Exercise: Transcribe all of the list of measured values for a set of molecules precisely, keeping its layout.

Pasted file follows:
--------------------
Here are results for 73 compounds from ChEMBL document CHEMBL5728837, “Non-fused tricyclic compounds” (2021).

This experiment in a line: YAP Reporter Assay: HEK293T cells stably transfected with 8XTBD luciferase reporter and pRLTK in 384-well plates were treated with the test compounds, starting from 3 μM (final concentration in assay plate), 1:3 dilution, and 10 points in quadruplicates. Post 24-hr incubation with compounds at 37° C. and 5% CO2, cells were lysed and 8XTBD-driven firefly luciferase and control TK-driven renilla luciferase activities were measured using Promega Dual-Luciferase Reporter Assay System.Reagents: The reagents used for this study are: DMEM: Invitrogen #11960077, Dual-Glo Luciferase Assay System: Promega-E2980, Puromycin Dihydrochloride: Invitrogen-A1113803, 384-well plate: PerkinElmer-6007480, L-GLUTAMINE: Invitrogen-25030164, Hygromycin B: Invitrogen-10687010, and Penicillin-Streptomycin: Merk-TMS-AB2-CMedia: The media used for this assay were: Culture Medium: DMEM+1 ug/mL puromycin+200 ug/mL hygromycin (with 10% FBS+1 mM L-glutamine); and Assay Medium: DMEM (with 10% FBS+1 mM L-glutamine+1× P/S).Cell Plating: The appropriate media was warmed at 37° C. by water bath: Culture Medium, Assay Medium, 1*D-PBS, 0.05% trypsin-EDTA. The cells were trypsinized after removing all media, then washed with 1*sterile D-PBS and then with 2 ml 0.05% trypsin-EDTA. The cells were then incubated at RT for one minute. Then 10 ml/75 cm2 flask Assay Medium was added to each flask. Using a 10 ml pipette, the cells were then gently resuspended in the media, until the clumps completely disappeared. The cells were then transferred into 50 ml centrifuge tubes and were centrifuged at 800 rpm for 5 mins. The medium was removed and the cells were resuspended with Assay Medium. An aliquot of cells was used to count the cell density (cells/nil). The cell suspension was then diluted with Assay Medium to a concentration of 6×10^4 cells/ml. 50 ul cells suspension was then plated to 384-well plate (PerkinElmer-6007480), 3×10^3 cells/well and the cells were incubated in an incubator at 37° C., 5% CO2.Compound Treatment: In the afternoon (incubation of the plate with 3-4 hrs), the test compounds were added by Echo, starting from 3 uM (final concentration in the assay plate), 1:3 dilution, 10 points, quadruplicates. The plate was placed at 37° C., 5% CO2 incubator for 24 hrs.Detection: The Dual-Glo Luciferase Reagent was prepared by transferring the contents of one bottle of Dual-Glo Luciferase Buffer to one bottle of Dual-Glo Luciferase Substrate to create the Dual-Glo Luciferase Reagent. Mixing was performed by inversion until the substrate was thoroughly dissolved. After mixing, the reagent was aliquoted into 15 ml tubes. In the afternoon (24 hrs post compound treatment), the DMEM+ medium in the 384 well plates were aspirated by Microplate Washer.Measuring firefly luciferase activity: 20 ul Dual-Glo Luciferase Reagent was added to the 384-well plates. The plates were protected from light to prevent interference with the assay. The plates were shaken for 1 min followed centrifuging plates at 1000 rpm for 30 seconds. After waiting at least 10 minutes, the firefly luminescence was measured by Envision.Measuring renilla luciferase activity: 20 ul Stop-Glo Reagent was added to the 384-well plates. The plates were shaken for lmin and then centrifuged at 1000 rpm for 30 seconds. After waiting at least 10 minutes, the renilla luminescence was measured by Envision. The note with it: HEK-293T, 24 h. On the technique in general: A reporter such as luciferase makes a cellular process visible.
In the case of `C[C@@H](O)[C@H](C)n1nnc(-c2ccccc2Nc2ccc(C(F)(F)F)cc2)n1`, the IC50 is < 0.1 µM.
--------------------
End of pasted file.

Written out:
Here are results for 73 compounds from ChEMBL document CHEMBL5728837, “Non-fused tricyclic compounds” (2021).

This experiment in a line: YAP Reporter Assay: HEK293T cells stably transfected with 8XTBD luciferase reporter and pRLTK in 384-well plates were treated with the test compounds, starting from 3 μM (final concentration in assay plate), 1:3 dilution, and 10 points in quadruplicates. Post 24-hr incubation with compounds at 37° C. and 5% CO2, cells were lysed and 8XTBD-driven firefly luciferase and control TK-driven renilla luciferase activities were measured using Promega Dual-Luciferase Reporter Assay System.Reagents: The reagents used for this study are: DMEM: Invitrogen #11960077, Dual-Glo Luciferase Assay System: Promega-E2980, Puromycin Dihydrochloride: Invitrogen-A1113803, 384-well plate: PerkinElmer-6007480, L-GLUTAMINE: Invitrogen-25030164, Hygromycin B: Invitrogen-10687010, and Penicillin-Streptomycin: Merk-TMS-AB2-CMedia: The media used for this assay were: Culture Medium: DMEM+1 ug/mL puromycin+200 ug/mL hygromycin (with 10% FBS+1 mM L-glutamine); and Assay Medium: DMEM (with 10% FBS+1 mM L-glutamine+1× P/S).Cell Plating: The appropriate media was warmed at 37° C. by water bath: Culture Medium, Assay Medium, 1*D-PBS, 0.05% trypsin-EDTA. The cells were trypsinized after removing all media, then washed with 1*sterile D-PBS and then with 2 ml 0.05% trypsin-EDTA. The cells were then incubated at RT for one minute. Then 10 ml/75 cm2 flask Assay Medium was added to each flask. Using a 10 ml pipette, the cells were then gently resuspended in the media, until the clumps completely disappeared. The cells were then transferred into 50 ml centrifuge tubes and were centrifuged at 800 rpm for 5 mins. The medium was removed and the cells were resuspended with Assay Medium. An aliquot of cells was used to count the cell density (cells/nil). The cell suspension was then diluted with Assay Medium to a concentration of 6×10^4 cells/ml. 50 ul cells suspension was then plated to 384-well plate (PerkinElmer-6007480), 3×10^3 cells/well and the cells were incubated in an incubator at 37° C., 5% CO2.Compound Treatment: In the afternoon (incubation of the plate with 3-4 hrs), the test compounds were added by Echo, starting from 3 uM (final concentration in the assay plate), 1:3 dilution, 10 points, quadruplicates. The plate was placed at 37° C., 5% CO2 incubator for 24 hrs.Detection: The Dual-Glo Luciferase Reagent was prepared by transferring the contents of one bottle of Dual-Glo Luciferase Buffer to one bottle of Dual-Glo Luciferase Substrate to create the Dual-Glo Luciferase Reagent. Mixing was performed by inversion until the substrate was thoroughly dissolved. After mixing, the reagent was aliquoted into 15 ml tubes. In the afternoon (24 hrs post compound treatment), the DMEM+ medium in the 384 well plates were aspirated by Microplate Washer.Measuring firefly luciferase activity: 20 ul Dual-Glo Luciferase Reagent was added to the 384-well plates. The plates were protected from light to prevent interference with the assay. The plates were shaken for 1 min followed centrifuging plates at 1000 rpm for 30 seconds. After waiting at least 10 minutes, the firefly luminescence was measured by Envision.Measuring renilla luciferase activity: 20 ul Stop-Glo Reagent was added to the 384-well plates. The plates were shaken for lmin and then centrifuged at 1000 rpm for 30 seconds. After waiting at least 10 minutes, the renilla luminescence was measured by Envision. The note with it: HEK-293T, 24 h. On the technique in general: A reporter such as luciferase makes a cellular process visible.
In the case of `C[C@@H](O)[C@H](C)n1nnc(-c2ccccc2Nc2ccc(C(F)(F)F)cc2)n1`, the IC50 is < 0.1 µM.